By Sue PlemingSat Feb 17, 10:32 AM ET
Kiki Munshi was showcased by the media in September as a seasoned U.S. diplomat who came out of retirement to lead a rebuilding group in Iraq.
Now she is back home, angry, and convinced that President George W. Bush's new strategy of doubling the number of such groups to 20 along with a troop surge of 21,500 will not help stabilize Iraq.
A diplomat for 22 years, she quit her job last month as leader of a Provincial Reconstruction Team -- groups made up of about 50 civilian and military experts that try to help Iraqi communities build their own government while strengthening moderates.
"In spite of the magnificent and often heroic work being done out there by a lot of truly wonderful people, the PRTs themselves aren't succeeding. The obstacles are too great," Munshi said this week in Washington, where she was pressing her view at the State Department and to Congress.
"Once again we are proceeding to lay people's lives on a line drawn with faulty information. Once again the fantasies of the 'policy-makers' drive decisions without much link to the realities on the ground," said Munshi, who retired from the foreign service in 2002 .
Her postings included Romania, India and Sierra Leone before Iraq, where Munshi said he had felt a "moral obligation to sort out the mess we have made there."
An audit by the special inspector general for Iraq last October found similar problems with the PRTs to those listed by Munshi, including an "ever-changing security situation, the difficulty of integrating civilian and military personnel, the lack of a finalized agreement on PRT operational requirements and responsibilities."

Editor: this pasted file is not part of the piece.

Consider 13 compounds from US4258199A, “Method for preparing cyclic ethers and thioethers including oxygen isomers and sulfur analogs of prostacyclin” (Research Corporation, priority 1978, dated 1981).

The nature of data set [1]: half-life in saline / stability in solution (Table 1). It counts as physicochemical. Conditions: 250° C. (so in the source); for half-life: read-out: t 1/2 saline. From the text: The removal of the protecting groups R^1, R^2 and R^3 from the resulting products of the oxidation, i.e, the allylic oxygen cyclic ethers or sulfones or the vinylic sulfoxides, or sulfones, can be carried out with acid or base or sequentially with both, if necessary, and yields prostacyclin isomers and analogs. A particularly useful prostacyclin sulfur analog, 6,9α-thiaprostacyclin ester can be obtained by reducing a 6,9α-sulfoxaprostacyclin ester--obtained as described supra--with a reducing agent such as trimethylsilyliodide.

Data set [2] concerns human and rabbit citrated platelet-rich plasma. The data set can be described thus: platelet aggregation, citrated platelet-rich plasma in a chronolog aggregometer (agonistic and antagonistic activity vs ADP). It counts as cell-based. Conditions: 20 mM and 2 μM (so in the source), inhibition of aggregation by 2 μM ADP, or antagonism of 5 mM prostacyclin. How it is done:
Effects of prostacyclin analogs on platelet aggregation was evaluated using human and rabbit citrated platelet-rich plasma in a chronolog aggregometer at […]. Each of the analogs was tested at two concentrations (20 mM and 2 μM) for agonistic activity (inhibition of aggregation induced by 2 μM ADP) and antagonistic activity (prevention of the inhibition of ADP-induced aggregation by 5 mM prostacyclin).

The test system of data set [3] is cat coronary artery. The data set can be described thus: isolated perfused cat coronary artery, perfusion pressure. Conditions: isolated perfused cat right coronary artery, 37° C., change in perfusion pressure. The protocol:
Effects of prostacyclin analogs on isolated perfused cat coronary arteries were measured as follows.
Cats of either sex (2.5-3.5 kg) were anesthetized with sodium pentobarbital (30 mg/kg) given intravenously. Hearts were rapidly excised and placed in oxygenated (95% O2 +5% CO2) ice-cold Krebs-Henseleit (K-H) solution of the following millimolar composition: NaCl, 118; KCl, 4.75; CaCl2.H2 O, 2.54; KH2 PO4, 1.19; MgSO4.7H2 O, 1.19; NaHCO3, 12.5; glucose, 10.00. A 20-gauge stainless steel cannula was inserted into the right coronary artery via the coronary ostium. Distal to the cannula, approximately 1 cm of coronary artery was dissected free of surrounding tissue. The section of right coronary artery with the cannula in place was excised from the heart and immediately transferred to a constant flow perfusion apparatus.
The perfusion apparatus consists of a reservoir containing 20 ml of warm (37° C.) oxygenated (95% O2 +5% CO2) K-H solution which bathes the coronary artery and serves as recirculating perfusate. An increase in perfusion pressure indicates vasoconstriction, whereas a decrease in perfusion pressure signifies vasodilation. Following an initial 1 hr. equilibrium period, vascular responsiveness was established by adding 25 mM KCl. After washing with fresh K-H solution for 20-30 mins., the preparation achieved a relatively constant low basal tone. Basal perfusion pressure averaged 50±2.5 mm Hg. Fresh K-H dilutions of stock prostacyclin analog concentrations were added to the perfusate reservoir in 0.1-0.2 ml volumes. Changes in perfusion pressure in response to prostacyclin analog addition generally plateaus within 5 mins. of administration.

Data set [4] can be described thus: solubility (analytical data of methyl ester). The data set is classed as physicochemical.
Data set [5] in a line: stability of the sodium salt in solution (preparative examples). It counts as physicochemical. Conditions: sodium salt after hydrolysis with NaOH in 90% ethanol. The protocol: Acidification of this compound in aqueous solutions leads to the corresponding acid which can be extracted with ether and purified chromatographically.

Members of Congress have also been critical of the program, which suffered early on from not being able to attract enough civilian staff and a dispute between the State and Defense departments over who would provide security for the teams.
The Bush administration rejects Munshi's views and the State Department said the expanded PRT plan was more focused, requiring team members to do pre-deployment training and with a clear goal of bolstering moderates and sidelining militants.
"We have been very mindful of the problems our PRT leaders have reported to us. We have worked very hard to streamline it," said Barbara Stephenson, the deputy coordinator for Iraq at the State Department, which oversees the PRT plan.
Munshi said the PRT plan was ill-conceived, under-funded and poorly staffed.
She said security was so bad that the council in the town in Diyala province where she was based had not had a quorum since last October and that death squads were rife.
PRT members found it hard to meet with Iraqis because of intimidation, she said, giving the example of training sessions that had been canceled because of poor security.
The PRTs are embedded with the military, a tactic Munshi says has varying results depending on the ability of the unit.
"All the PRTs embedded with the military are subject to the vicissitudes of military fortune, for good or ill," she said.
But the State Department countered that Munshi's experiences were not repeated in all the provinces and set up interviews with two PRT leaders who said while there were difficulties, they believed their work was making an impact.
Stephanie Miley, a PRT leader in the Iraqi town of Tikrit, said her teams managed to get out to see Iraqi officials five or six times a week but security issues meant they could not stay for long.
"I just hope that people will recognize that this is not something we will achieve overnight," she said.